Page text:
Taking out a $10,000 unsubsidized loan means more than meets the eye. Don’t expect to owe $10,000 in 54 months, after four years of school and the typical six-month grace period. Every month, unsubsidized loans accrue interest, which can be huge for private loans, and is still significant for federal loans. This interest is added to your principal balance, typically every month or every year. Then, your new monthly interest rate is based off of the old balance plus the capitalized interest. The process repeats itself as long as you aren’t keeping the payments in check.
What does this mean? You could end up paying anywhere from double to triple the original loan amount once everything is said and done. The smart option is to, at the very least, pay off your interest every month to keep your loan at sane levels.
7. Do You Need a Private Loan?
Only take out one of these if you absolutely have to. Private loans have much higher interest rates and less flexible repayment plans – for example, federal loans offer income-based repayment plans, which take into account your salary when calculating payments – while most private loans do not.
Always compare rates and terms between private lenders. Definitely take out the bare minimum, and make repayment of these loans your top priority when planning your future budget.
8. Try to Avoid Co-signers
Many parents and students assume that student loans will automatically need a co-signer, and this is usually the case with private loans. However, there are options for student loans without a cosigner.
Ask yourself if you’re really OK leaving your parents on the hook if you experience financial hardship down the line. If you fail to make payments, their credit suffers. Plus, if you happened to become disabled or otherwise unable to make the payments, your parents will be responsible for the loan’s balance. Make sure your parents are actually fine with co-signing before you put them on the spot.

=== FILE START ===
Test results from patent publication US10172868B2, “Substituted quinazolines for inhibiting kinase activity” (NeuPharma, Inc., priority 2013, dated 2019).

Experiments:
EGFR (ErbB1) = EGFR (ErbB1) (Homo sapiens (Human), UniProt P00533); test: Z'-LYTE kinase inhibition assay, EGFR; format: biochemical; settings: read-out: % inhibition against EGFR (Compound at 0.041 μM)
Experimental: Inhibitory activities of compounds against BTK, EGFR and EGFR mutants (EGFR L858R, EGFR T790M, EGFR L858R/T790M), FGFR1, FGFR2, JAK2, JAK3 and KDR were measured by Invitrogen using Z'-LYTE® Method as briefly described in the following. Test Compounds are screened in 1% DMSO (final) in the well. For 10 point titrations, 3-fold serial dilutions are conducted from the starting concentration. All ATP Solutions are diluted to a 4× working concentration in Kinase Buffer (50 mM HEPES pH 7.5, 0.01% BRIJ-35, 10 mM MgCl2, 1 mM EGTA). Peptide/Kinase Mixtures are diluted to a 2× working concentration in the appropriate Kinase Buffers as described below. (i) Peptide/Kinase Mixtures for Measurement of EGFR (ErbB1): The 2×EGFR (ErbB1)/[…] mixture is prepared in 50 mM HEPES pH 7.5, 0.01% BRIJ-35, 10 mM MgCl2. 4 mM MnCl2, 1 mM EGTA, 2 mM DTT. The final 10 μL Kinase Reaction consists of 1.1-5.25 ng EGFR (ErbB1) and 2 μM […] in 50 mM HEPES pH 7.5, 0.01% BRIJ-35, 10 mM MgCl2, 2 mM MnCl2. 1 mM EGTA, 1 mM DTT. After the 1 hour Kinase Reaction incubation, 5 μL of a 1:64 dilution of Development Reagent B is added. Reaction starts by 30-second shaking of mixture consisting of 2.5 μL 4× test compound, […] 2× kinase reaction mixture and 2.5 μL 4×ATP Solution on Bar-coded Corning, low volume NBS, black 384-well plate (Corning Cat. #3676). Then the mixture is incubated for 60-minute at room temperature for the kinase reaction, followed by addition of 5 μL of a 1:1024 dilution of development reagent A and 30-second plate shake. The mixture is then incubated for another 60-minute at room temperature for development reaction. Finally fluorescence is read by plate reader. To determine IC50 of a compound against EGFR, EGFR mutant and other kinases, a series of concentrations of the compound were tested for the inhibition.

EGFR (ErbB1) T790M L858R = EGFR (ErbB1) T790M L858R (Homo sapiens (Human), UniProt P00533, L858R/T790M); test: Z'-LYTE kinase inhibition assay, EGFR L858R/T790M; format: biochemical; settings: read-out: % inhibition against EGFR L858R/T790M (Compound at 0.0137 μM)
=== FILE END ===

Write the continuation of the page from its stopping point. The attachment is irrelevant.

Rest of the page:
9. Always Update Your Loan Service When Your Address Changes
Loan providers are pretty good at keeping up with address changes of their debtors. Wherever you go, there they are. However, accidentally or purposefully forgetting to update your mailing or email address could ruin your credit score. If you aren’t able to receive updated repayment terms and documents, you could miss payments – which will really hurt your credit score.
10. Pick the Right Repayment Plan
If you’re financially stable, stick with the standard repayment plan, which is usually for 10 years. You might have to give up a few creature comforts at first, but you’ll end up paying much less than with an extended plan. However, there are other repayment options available to student borrowers.
The government offers several income-driven repayment (IDR) plans. These plans cap monthly payments at a percentage of income which can be helpful to student borrowers who start out in low-earning career fields. However, it pays to know that many IDR plans end up costing the borrower more over the life of the loan.
Have you considered adjusting your term length through student loan consolidation? Consolidation involves combining your student loans to form just one loan. There are two ways to consolidate student loans, federally and in the private sector. With a federal consolidation loan, you can extend repayment up to 30 years, but be careful, since this could make you pay more over the life of the loan. Alternately, you could refinance student loans with a private lender. If you have great credit, then you could get a lower interest rate which could save money. But if you extend your repayment term, then it still might cost you in the long run.
Whatever you decide, take a long-term approach to student loans. There are options out there for anyone willing to put in the work. Having a plan and sticking to your budget will leave you with financial freedom long after you graduate.
Author: Jeff Gitlen